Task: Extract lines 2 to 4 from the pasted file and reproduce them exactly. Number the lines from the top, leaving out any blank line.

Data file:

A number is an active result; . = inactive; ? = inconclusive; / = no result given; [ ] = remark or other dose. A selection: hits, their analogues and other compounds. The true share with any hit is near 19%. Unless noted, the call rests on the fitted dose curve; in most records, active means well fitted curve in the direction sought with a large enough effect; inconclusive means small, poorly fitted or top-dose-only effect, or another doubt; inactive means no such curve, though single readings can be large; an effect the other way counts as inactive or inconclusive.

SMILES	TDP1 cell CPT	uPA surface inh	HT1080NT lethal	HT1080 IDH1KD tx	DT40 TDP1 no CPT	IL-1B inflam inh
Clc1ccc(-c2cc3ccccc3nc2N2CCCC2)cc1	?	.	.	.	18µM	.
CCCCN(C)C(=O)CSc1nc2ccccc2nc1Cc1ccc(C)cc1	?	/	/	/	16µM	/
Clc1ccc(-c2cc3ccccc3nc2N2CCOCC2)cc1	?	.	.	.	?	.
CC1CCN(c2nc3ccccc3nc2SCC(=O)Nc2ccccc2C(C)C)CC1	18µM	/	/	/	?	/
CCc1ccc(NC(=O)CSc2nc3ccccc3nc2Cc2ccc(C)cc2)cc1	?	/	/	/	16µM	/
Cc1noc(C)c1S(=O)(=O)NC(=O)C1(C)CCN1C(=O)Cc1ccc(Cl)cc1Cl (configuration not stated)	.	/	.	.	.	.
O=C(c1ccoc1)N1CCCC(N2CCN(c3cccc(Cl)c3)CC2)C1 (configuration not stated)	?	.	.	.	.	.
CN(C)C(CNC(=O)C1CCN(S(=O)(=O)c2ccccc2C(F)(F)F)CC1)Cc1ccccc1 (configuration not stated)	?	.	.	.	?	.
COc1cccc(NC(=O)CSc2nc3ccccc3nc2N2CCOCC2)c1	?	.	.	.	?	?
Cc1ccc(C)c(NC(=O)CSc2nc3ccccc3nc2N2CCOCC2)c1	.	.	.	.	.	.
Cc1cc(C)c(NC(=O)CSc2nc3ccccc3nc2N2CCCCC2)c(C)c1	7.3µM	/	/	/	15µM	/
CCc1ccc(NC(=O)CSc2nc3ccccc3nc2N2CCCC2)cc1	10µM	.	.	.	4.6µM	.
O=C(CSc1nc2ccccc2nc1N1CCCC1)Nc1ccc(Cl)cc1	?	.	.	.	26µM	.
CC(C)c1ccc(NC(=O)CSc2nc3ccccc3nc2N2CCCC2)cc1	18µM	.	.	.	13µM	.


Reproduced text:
SMILES	TDP1 cell CPT	uPA surface inh	HT1080NT lethal	HT1080 IDH1KD tx	DT40 TDP1 no CPT	IL-1B inflam inh
Clc1ccc(-c2cc3ccccc3nc2N2CCCC2)cc1	?	.	.	.	18µM	.
CCCCN(C)C(=O)CSc1nc2ccccc2nc1Cc1ccc(C)cc1	?	/	/	/	16µM	/